The Pirates have interest in re-signing first baseman/outfielder Yoshi Tsutsugo and have already “had dialogue” with his camp, general manager Ben Cherington told reporters yesterday (Twitter link via Jason Mackey of the Pittsburgh Post-Gazette).
Pittsburgh was Tsutsugo’s third organization in two MLB seasons. Originally signed by the Rays to a two-year, $12MM contract, the former Yokohama DeNA BayStars slugger was unable to find his footing in St. Petersburg or in Los Angeles, after being picked up by the Dodgers. The Pirates signed him midway through August and enjoyed a productive six-week stretch from Tsutsugo to close out the season.
It was only a sample of 144 plate appearances, but Tsutsugo swatted eight home runs as a Pirate — matching his 2020 season output — and notched an impressive .268/.347/.535 batting line down the stretch (134 wRC+, 136 OPS+). After punching out in nearly a third of his plate appearances between the Dodgers and Rays, Tsutsugo curbed that to a much more reasonable 22.9 percent. Statcast credited Tsutsugo with 10 barreled balls in Pittsburgh — just one fewer than he’d turned in through 303 plate appearances between Tampa and L.A. in 2020-21.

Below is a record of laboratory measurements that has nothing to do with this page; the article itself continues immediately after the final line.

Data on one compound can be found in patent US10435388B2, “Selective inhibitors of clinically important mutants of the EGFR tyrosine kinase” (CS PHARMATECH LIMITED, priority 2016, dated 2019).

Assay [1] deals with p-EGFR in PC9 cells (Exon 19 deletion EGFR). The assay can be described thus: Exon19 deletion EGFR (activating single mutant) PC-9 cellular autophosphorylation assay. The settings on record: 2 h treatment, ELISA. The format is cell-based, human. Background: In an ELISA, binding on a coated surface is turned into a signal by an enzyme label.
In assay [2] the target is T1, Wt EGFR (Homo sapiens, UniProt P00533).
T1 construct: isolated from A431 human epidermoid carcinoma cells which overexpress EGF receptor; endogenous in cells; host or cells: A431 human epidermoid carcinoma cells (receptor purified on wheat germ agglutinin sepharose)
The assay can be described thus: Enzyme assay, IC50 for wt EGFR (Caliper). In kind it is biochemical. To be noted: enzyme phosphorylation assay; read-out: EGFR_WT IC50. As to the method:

It’s not clear just what role Tsutsugo would hold if he did return to the Bucs, though given their rebuilding state, it wouldn’t be hard to slot him into the lineup. Colin Moran is currently slated to play first base in 2022, although with a projected $4MM salary and an injury-marred 2021 showing, he may not be a lock to return. Bryan Reynolds is obviously a lock in center field, but the corners are a bit more open for now. Ben Gamel may have played his way into a 2022 role, but there’s a fair bit of uncertainty. It’s also quite possible the National League will have a designated hitter in 2022, which would make it easier for the Bucs to get Tsutsugo in the lineup.
From a payroll vantage point, there’s obvious space for a handful of offseason additions. The Pirates, somewhat remarkably, don’t have a single guaranteed contract on the books in 2022. They have 11 players up for arbitration this winter, headlined by Reynolds, but those 11 names come with a combined projected salary of just $27.9MM — and some will surely be non-tendered.